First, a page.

The prosecuting attorney, “the accuser of the brethren,” Satan, will stand in the tou mesou (“the middle”) of the heavenly courtroom, and he will present his cheirographon to God, our Judge.  Everyone there will know that this is a legal, accurate and valid list of every sin (or crime) against God we have ever done during the course of our life.  And that we are indeed guilty of each and every one that’s being listed, and that we deserve the penalty demanded for each of these sins, which is “the Lake of Fire” and eternal separation from God (Revelation 20:11-15).

However, if we have placed our trust and faith in Christ, and have continued to faithfully serve Him during our lives, then Jesus Christ, who is our Advocate, Mediator, and High Priest, will stand up, and say, “But the sins (or crimes) that ‘John X’ has committed, I have all ready paid for by My death upon the cross and by My resurrection.”  And because the penalty has been fully paid, God, who is our Judge, will dismiss the case and tell the Prosecutor, the Adversary Satan, that his cheirographon that was “against us,” and “which was contrary to us” is now inadmissible and can no longer be used.   It will be removed from the hands of Satan, for it was “nailed to the cross,” proclaiming Christ’s victory over sin and Satan.

The article “Colossians 2:14 and the ‘Handwriting of Requirements’,” by Grace Communion International Church adds to this understanding of Cheirographon by noting,

The meaning becomes more clear if we notice that cheirographon is singular and dogmasin is plural.  It is the cheirographon, the note of debt [the list of our sins], that was [singular] against us, which was [singular] contrary to us.  And He has taken it [singular] out of the way, having nailed it [singular] to the cross.”

So what was “nailed to the cross” was the cheirographon, the singular note [or document] that contained the list of our SINS and the JUST PENALTY OF OUR SINS, which Jesus took upon Himself for us, AND NOT GOD’S LAW, which follows naturally from what Paul states in verse 13.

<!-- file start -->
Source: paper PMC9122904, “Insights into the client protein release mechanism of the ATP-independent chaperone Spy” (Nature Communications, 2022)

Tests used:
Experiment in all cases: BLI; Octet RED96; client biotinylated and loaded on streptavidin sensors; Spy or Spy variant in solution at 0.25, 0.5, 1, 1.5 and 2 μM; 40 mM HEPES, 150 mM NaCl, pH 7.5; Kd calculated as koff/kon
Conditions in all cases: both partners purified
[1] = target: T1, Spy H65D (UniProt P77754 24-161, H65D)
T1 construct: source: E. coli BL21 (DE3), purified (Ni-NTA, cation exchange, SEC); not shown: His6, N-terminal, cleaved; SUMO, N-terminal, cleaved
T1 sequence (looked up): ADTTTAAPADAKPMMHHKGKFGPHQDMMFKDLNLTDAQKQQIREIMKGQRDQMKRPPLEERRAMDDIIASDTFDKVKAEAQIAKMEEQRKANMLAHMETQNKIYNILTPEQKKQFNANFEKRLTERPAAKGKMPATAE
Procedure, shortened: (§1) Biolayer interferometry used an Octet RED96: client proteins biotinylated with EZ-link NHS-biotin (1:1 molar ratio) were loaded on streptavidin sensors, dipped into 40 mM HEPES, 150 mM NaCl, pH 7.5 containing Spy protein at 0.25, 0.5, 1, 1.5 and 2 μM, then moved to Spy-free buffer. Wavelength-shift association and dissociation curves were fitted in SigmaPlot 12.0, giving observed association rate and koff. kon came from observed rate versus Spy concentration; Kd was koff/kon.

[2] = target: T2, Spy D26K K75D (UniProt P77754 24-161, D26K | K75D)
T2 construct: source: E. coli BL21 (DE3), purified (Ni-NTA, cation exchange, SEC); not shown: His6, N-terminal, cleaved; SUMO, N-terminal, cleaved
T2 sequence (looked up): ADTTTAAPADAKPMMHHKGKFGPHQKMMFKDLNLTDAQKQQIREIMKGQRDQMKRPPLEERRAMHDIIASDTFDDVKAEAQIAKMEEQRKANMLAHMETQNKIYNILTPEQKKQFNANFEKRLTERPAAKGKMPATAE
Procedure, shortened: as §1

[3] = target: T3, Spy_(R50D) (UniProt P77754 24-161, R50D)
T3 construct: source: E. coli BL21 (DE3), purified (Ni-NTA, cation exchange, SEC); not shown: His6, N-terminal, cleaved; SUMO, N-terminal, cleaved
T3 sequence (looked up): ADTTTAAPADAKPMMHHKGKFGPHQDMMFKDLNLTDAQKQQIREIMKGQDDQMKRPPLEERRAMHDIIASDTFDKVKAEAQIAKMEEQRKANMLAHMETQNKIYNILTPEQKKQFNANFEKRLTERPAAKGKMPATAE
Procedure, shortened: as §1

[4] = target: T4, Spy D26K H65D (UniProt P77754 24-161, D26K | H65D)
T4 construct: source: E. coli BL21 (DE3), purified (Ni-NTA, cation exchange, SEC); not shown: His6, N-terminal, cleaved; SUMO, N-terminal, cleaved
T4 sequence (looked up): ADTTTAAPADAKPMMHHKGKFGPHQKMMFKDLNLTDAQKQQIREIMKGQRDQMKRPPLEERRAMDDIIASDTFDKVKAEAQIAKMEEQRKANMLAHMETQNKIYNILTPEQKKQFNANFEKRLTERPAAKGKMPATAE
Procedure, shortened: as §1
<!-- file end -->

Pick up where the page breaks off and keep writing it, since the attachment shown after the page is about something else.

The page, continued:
The author of another website, fogwhistle.ca, however, makes a rather interesting point about the word “ordinances” (Greek dogmasin):

God’s laws, ordinances, instructions, and commandments are mentioned many, many times in the Greek Old Testament (the Septuagint) that was used by Greek-speaking people of Paul’s day.  But how many times does the Septuagint use the word dogma (or any of its forms) when referring to God’s laws or instructions?  Never.  Every occurrence of dogma in the Old Testament refers to man-made decrees or rulings.  Usually it’s the decrees of pagan rulers.

Was Paul ignorant of the Greek Scriptures?  If Paul was referring to God’s law, he could have easily used one of the same Greek words that is frequently used in the Greek Old Testament to refer to God’s law such as nomos, entole, krima, dikaioma, or rhema.  But Paul didn’t use any of these words.  Instead Paul used dogma, a word that was never used in the Greek Old Testament to refer to any of God’s laws or instructions.

I think the question here is an interesting one.  If Paul was using the word “ordinances” to refer to God’s law, then why didn’t he use one of the multiple terms he could have used from the Greek translation of the Scriptures.  Why did he use a word which is not found in the Bible?  My guess, at this point, would be that none of these other words are used in a courtroom scenario; however, again, this would be a guess.